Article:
GUN Co National Park to allow elk hunting

Discussion in 'On Topic' started by TL1000RSquid, Feb 9, 2007.

  1. TL1000RSquid

    TL1000RSquid ΜΟΛΩΝ ΛΑΒΕ

    Jun 9, 2004
    Likes Received:
    So when are we meeting a strikers house for the WMD hunt?

    State to allow hunters in national park
    Park's cull of the wild
    By Jeremy P. Meyer
    Denver Post Staff Writer
    Article Launched: 02/09/2007 12:03:05 AM MST

    Estes Park - State wildlife commissioners will seek to change a 78-year-old federal law so that hunters would be allowed inside Rocky Mountain National Park to manage a growing and pesky elk herd.

    About 3,000 elk make the park home during the year, and they are wearing out their welcome - destroying aspen groves, decimating meadows and ruining beaver ponds.

    In neighboring Estes Park, the problem has turned almost comical - with elk being found with Christmas lights, swings and even bicycles wrapped around their heads.

    "It's been interesting with some of the nonsense that goes on," said district wildlife manager Rick Spowart. "This is a difficult herd to manage."

    In June, federal park officials will release a plan on what they will do about the elk. It will not involve a public hunt, which is forbidden by federal law.

    A draft proposal released last year suggested spending up to $18 million over 20 years to cull between 200 and 700 elk a year. Park officials say the final plan will be less expensive.

    During their monthly meeting Thursday, state wildlife commissioners urged hunting in the park.

    "Culling is not hunting; it's shooting them," said Commissioner Rick Enstrom. "It's a waste of a valuable resource."

    The state Division of Wildlife "is willing to manage" the herd, Enstrom said.

    The division would be prepared to train hunters and supervise the hunt, he said.

    The National Park Service, instead of spending millions of dollars for the cull, could actually get hunters to pay to participate, Enstrom said.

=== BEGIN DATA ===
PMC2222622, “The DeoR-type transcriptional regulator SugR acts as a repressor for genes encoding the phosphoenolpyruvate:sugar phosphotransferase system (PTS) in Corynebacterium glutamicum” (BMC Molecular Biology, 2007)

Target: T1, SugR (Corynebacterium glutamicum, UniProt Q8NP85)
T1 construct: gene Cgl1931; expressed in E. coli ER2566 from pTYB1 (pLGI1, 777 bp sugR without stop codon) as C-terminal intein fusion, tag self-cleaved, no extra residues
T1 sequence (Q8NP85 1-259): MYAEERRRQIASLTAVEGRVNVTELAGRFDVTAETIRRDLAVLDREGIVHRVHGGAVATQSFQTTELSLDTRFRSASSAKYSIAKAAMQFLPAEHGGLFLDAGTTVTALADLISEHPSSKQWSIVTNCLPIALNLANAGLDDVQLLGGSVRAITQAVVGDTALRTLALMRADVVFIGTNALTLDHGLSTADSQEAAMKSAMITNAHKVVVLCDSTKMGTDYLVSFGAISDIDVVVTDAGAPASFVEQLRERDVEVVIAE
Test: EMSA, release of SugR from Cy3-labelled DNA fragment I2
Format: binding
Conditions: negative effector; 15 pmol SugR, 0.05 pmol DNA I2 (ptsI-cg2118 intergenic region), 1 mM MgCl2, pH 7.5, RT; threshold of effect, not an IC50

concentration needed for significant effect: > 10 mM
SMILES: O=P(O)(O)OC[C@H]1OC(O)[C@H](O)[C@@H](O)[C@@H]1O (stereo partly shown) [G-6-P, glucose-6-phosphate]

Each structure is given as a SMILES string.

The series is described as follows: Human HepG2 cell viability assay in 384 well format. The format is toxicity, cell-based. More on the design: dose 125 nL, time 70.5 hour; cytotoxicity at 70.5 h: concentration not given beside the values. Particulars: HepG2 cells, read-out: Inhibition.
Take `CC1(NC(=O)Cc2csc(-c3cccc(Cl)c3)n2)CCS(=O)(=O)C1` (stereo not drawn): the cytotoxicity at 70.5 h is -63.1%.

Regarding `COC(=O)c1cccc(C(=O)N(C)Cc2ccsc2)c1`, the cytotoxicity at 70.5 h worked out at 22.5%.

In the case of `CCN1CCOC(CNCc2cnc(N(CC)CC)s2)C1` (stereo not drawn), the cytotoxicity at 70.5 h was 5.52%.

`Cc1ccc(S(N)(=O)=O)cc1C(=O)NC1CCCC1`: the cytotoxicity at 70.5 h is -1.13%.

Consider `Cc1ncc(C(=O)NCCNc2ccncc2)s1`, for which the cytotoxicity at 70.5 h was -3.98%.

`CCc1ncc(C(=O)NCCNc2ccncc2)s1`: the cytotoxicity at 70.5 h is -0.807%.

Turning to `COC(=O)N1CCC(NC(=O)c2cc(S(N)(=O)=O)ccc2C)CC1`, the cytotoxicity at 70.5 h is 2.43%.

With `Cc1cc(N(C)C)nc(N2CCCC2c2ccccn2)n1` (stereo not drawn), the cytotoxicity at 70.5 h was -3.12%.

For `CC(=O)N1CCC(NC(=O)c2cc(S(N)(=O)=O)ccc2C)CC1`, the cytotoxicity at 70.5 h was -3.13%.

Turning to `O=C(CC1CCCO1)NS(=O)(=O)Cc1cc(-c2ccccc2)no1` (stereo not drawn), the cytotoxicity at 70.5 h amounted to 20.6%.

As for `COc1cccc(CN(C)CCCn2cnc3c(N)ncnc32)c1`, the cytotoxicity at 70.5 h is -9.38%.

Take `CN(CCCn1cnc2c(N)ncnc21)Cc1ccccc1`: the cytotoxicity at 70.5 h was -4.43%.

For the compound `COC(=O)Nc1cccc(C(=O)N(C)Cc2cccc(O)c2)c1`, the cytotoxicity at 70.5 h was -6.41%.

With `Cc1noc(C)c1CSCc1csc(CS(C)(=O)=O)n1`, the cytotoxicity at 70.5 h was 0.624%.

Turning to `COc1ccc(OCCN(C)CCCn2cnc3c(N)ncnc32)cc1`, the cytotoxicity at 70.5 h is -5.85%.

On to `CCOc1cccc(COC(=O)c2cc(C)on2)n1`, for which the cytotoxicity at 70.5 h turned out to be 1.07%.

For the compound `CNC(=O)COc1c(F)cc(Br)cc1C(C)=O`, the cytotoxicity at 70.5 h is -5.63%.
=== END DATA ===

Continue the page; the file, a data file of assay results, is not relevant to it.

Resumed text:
U.S. Rep. Mark Udall, D-Colo., in July asked Rocky Mountain National Park Superintendent Vaughn Baker to consider the proposal allowing a special public hunt of elk in the park.

    The idea was rejected, Baker said Thursday, because it would violate a 1929 law prohibiting hunting in the park.

    Few U.S. national parks allow hunting.

    "It's not an option for us," Baker said. "...We have to be concerned with visitors."

    Enstrom said the law was written long before elk became a Rocky Mountain National Park problem, adding that hunting is the best way to manage big game.

    In fact, 15 years before the law was written into the books, the animals were being reintroduced to the Estes Valley because unregulated hunting had left few elk.

    A herd of 50 was brought from Yellowstone National Park to the valley in 1913 and 1914.

    Since then, the herd has exploded in size. From 1969 to 1999, the number of elk in the valley increased from 500 to 3,000.

    About 100 elk are found in the town of Estes Park year-round. They have become tourist attractions, although they are also causing problems.

    Rob Edward, director of carnivore restoration for the conservation group Sinapu, is urging wolves be reintroduced to help keep the herd in check.

    That is one alternative being considered, Baker said.